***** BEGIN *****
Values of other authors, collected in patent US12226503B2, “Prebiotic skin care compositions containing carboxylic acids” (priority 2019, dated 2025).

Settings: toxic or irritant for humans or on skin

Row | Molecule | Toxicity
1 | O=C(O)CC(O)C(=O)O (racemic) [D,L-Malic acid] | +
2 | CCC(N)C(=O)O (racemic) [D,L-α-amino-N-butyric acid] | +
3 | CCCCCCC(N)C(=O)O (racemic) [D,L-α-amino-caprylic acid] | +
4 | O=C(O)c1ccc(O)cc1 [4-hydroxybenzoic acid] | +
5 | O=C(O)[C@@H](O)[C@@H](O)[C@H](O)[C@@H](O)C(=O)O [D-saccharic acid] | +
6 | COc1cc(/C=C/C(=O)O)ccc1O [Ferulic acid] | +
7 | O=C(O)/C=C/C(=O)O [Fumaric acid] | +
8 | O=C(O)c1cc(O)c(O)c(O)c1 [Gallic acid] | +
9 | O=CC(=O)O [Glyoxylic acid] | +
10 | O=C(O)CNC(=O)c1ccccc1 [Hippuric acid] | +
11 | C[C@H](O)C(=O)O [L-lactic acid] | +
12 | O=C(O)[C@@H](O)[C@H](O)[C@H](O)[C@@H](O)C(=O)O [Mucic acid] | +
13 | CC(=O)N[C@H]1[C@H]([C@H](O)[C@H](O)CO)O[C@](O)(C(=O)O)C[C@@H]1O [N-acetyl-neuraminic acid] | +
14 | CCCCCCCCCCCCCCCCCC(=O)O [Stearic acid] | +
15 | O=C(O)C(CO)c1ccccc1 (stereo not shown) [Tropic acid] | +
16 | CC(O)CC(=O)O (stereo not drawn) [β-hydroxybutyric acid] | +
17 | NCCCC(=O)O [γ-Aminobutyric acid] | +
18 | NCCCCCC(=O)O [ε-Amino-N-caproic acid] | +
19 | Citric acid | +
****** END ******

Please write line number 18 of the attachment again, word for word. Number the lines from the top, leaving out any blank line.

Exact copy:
15 | O=C(O)C(CO)c1ccccc1 (stereo not shown) [Tropic acid] | +